What does shutter speed control?
Shutter speed controls the amount of time your camera takes to capture your subject, or in other words, to take the picture.
How can you tell how long that is?
In the example image, my shutter speed is revealed by the number 90. Ninety by itself may not appear to give you enough information; instead, consider it a fraction.
Therefore, the shutter speed is actually 1/90 of a second. Depending on the camera model you have, your shutter speed may already display as a fraction.
If you were to compare a crisp action sports photo to a feathery-looking waterfall, the sports shot is a faster shutter speed, the waterfall is slower. The shutter speed is controlling the effect of both action shot and waterfall.
How do you know?
A slow shutter speed for the action would create a blurry image, perhaps missing the shot altogether. A fast shutter speed for the waterfall would result in clear water spray and droplets and not a soft silky look.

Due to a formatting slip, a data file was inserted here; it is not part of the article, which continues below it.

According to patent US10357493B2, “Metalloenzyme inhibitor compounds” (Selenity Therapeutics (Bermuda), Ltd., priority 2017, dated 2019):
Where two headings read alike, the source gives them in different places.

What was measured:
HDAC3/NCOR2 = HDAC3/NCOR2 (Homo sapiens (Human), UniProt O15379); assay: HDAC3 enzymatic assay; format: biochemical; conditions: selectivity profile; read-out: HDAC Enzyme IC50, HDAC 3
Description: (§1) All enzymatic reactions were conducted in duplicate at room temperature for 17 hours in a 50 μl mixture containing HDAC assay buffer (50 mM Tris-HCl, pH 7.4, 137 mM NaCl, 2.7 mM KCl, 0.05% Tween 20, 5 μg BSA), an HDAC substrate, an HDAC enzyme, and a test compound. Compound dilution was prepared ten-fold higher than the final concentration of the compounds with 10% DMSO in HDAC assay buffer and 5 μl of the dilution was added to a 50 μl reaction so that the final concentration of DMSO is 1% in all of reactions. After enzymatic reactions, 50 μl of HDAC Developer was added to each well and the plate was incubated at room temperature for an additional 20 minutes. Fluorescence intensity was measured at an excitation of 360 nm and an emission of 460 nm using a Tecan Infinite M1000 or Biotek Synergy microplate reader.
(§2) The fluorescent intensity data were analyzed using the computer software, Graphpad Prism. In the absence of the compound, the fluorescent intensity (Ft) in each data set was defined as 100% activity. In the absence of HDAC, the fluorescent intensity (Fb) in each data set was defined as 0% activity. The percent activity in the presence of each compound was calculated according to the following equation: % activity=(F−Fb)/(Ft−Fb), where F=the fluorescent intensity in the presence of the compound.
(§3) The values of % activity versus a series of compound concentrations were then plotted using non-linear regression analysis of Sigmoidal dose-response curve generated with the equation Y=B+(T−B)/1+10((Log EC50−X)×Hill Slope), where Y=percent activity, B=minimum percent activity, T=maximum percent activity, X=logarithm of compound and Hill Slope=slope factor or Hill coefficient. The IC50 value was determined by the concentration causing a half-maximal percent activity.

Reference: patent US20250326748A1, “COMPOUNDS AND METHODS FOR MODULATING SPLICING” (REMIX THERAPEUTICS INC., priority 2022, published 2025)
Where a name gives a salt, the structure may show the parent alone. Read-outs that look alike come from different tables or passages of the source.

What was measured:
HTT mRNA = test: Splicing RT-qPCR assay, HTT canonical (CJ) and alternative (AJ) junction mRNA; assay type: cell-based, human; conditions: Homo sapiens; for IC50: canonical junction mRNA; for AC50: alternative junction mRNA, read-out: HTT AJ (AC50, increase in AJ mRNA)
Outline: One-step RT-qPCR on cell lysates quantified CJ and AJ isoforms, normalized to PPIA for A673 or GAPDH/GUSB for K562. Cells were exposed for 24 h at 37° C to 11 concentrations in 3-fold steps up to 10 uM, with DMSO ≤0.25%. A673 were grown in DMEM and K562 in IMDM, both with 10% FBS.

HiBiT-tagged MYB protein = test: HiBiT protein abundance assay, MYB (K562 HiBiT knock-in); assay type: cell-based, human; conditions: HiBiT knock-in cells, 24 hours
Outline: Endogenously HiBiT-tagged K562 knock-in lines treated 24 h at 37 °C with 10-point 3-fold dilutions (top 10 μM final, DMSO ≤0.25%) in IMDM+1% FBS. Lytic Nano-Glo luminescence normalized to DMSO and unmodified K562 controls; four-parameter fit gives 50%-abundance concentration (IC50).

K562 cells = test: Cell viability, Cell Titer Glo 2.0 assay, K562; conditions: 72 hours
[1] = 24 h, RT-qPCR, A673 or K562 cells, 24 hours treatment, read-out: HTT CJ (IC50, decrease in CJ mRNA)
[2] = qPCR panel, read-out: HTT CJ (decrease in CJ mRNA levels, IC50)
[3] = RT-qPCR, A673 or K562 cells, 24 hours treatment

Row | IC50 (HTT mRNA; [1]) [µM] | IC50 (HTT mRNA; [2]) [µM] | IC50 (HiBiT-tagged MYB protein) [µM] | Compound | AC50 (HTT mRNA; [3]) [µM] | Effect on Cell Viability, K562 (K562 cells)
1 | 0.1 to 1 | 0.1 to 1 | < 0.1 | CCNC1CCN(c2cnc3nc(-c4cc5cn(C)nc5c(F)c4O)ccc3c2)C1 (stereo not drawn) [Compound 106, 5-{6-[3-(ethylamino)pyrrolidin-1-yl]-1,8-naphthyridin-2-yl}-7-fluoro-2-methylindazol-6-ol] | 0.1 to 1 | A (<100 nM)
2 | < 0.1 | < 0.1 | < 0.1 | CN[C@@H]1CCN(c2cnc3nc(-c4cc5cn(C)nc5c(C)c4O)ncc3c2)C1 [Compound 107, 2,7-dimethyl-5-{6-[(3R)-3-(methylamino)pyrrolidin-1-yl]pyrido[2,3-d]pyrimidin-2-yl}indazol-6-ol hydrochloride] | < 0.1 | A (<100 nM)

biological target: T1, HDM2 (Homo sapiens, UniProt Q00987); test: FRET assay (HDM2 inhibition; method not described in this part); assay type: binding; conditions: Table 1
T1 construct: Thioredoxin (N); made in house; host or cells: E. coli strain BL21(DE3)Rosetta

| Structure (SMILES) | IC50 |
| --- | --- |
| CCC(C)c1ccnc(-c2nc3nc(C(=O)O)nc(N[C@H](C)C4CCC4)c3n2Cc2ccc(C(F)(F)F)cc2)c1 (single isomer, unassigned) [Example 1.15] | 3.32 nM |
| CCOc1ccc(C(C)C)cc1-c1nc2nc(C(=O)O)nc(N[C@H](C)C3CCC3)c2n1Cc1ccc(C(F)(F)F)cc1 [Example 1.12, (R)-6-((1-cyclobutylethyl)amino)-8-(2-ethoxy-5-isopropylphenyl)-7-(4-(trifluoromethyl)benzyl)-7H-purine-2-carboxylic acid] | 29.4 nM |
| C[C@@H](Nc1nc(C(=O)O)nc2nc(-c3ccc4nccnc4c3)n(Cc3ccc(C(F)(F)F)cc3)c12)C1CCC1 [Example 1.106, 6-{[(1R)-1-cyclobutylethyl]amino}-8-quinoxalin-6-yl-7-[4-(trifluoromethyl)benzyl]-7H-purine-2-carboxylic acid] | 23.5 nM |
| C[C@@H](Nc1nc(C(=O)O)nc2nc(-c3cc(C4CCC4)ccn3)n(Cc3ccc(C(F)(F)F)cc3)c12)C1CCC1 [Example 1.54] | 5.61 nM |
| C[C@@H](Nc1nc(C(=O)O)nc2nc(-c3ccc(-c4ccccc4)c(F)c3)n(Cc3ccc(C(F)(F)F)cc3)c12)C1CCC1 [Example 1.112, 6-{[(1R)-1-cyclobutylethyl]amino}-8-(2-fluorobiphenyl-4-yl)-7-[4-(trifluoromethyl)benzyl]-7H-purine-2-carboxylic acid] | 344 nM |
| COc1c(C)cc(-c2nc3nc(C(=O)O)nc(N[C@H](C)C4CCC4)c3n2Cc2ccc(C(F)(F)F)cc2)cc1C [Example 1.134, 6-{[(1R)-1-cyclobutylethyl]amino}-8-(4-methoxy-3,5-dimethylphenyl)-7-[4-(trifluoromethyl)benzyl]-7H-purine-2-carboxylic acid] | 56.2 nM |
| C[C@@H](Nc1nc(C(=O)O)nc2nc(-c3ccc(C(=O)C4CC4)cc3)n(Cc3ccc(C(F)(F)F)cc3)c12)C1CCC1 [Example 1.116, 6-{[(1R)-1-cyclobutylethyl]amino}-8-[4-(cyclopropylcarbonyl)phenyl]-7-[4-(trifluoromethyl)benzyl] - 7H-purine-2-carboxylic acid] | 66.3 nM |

How to tell the difference between a fast and slow shutter speed.
Any number that appears without a quotation symbol, or imperial symbol for inches, is a fraction of time, for example, 1/90, 1/500, or 1/2000 of a second.
A number with " gets you into slower shutter speeds and seconds, not fractions, such as 1", 4", or 30" seconds.
To see a waterfall photo with a slow shutter speed of 1/4 of a second please click the link shutter speed for slow motion.
Your shutter speed display.
Have you found the shutter speed display on your camera if you were not familiar with it before now?
If you have, good going! If you are having trouble feel free to contact me and I'll do my best to help you figure it out.
Would you like a more in-depth understanding and how it affects your photos?
If so, I invite you to check out my book, which dives into the subject, with easy-to-understand explanations, diagrams, and a practice hands-on exercise.
The number 90 translates to 1/90 of a second; the shutter speed in this example.